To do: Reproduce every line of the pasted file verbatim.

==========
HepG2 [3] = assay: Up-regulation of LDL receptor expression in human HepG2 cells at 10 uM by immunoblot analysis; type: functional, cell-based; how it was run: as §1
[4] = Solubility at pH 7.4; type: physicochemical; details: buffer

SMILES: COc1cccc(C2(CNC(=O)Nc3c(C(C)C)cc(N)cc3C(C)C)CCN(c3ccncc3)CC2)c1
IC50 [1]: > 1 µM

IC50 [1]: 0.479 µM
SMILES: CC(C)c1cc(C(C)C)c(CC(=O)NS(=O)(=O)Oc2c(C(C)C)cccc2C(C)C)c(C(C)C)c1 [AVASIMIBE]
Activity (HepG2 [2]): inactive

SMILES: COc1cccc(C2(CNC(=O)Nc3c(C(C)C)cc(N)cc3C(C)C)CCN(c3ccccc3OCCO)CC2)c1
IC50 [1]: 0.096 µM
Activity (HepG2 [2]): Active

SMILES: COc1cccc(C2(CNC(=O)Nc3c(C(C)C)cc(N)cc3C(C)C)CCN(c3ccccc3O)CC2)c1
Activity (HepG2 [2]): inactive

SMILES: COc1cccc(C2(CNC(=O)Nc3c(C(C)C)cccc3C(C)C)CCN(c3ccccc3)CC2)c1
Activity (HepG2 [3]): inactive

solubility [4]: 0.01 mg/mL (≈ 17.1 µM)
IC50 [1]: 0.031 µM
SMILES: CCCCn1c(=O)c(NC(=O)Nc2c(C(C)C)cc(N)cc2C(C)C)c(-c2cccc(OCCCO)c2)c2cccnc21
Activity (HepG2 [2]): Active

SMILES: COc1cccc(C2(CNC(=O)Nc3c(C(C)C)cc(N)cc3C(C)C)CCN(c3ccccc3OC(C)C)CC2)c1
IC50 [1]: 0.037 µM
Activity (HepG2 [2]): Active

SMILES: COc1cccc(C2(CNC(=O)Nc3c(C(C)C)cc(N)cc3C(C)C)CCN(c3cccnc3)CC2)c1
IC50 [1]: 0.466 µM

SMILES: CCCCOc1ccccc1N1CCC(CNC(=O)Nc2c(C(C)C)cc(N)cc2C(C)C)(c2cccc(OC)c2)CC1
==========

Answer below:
HepG2 [3] = assay: Up-regulation of LDL receptor expression in human HepG2 cells at 10 uM by immunoblot analysis; type: functional, cell-based; how it was run: as §1
[4] = Solubility at pH 7.4; type: physicochemical; details: buffer

SMILES: COc1cccc(C2(CNC(=O)Nc3c(C(C)C)cc(N)cc3C(C)C)CCN(c3ccncc3)CC2)c1
IC50 [1]: > 1 µM

IC50 [1]: 0.479 µM
SMILES: CC(C)c1cc(C(C)C)c(CC(=O)NS(=O)(=O)Oc2c(C(C)C)cccc2C(C)C)c(C(C)C)c1 [AVASIMIBE]
Activity (HepG2 [2]): inactive

SMILES: COc1cccc(C2(CNC(=O)Nc3c(C(C)C)cc(N)cc3C(C)C)CCN(c3ccccc3OCCO)CC2)c1
IC50 [1]: 0.096 µM
Activity (HepG2 [2]): Active

SMILES: COc1cccc(C2(CNC(=O)Nc3c(C(C)C)cc(N)cc3C(C)C)CCN(c3ccccc3O)CC2)c1
Activity (HepG2 [2]): inactive

SMILES: COc1cccc(C2(CNC(=O)Nc3c(C(C)C)cccc3C(C)C)CCN(c3ccccc3)CC2)c1
Activity (HepG2 [3]): inactive

solubility [4]: 0.01 mg/mL (≈ 17.1 µM)
IC50 [1]: 0.031 µM
SMILES: CCCCn1c(=O)c(NC(=O)Nc2c(C(C)C)cc(N)cc2C(C)C)c(-c2cccc(OCCCO)c2)c2cccnc21
Activity (HepG2 [2]): Active

SMILES: COc1cccc(C2(CNC(=O)Nc3c(C(C)C)cc(N)cc3C(C)C)CCN(c3ccccc3OC(C)C)CC2)c1
IC50 [1]: 0.037 µM
Activity (HepG2 [2]): Active

SMILES: COc1cccc(C2(CNC(=O)Nc3c(C(C)C)cc(N)cc3C(C)C)CCN(c3cccnc3)CC2)c1
IC50 [1]: 0.466 µM

SMILES: CCCCOc1ccccc1N1CCC(CNC(=O)Nc2c(C(C)C)cc(N)cc2C(C)C)(c2cccc(OC)c2)CC1